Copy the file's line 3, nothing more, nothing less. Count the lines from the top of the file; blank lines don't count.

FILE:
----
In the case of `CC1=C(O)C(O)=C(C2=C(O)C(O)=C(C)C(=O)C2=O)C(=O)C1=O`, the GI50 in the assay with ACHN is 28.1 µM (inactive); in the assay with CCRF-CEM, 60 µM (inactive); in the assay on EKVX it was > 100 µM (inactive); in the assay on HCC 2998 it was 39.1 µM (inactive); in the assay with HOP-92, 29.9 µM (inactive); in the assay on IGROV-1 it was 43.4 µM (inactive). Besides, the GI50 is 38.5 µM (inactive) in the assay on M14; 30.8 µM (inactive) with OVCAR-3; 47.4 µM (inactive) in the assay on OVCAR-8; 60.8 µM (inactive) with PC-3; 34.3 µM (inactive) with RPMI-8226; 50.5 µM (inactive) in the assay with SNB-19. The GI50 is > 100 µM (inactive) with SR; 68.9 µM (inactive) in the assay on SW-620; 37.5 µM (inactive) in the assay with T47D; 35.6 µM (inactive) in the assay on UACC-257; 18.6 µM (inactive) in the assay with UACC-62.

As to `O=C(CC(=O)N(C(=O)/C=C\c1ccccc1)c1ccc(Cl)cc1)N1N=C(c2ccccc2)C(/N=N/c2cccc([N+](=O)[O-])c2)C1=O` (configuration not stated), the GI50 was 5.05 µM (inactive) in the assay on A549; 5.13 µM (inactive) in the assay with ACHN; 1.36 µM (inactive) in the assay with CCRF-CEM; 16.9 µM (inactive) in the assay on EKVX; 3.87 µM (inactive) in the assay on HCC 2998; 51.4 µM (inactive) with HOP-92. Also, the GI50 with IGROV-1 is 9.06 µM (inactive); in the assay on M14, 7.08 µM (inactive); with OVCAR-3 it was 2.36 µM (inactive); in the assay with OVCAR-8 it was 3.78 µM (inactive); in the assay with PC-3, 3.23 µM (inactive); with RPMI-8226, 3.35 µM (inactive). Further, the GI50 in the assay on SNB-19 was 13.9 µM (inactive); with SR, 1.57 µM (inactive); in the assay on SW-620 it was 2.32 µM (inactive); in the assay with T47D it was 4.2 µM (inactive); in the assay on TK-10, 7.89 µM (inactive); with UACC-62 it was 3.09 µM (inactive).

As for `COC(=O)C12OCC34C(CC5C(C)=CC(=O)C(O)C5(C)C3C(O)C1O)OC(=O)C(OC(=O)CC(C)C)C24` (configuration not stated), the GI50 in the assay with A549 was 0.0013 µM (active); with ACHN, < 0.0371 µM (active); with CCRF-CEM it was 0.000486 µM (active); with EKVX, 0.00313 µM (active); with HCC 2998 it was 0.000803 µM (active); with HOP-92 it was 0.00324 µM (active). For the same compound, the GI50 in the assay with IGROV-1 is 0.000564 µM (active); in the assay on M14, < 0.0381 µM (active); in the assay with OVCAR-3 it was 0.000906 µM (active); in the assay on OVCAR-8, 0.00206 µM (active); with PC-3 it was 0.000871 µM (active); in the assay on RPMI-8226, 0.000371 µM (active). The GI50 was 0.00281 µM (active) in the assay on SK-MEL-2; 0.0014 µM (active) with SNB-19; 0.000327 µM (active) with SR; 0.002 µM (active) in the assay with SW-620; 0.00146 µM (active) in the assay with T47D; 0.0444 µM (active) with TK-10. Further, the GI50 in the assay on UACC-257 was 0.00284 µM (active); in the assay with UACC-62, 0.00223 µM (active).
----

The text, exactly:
As for `COC(=O)C12OCC34C(CC5C(C)=CC(=O)C(O)C5(C)C3C(O)C1O)OC(=O)C(OC(=O)CC(C)C)C24` (configuration not stated), the GI50 in the assay with A549 was 0.0013 µM (active); with ACHN, < 0.0371 µM (active); with CCRF-CEM it was 0.000486 µM (active); with EKVX, 0.00313 µM (active); with HCC 2998 it was 0.000803 µM (active); with HOP-92 it was 0.00324 µM (active). For the same compound, the GI50 in the assay with IGROV-1 is 0.000564 µM (active); in the assay on M14, < 0.0381 µM (active); in the assay with OVCAR-3 it was 0.000906 µM (active); in the assay on OVCAR-8, 0.00206 µM (active); with PC-3 it was 0.000871 µM (active); in the assay on RPMI-8226, 0.000371 µM (active). The GI50 was 0.00281 µM (active) in the assay on SK-MEL-2; 0.0014 µM (active) with SNB-19; 0.000327 µM (active) with SR; 0.002 µM (active) in the assay with SW-620; 0.00146 µM (active) in the assay with T47D; 0.0444 µM (active) with TK-10. Further, the GI50 in the assay on UACC-257 was 0.00284 µM (active); in the assay with UACC-62, 0.00223 µM (active).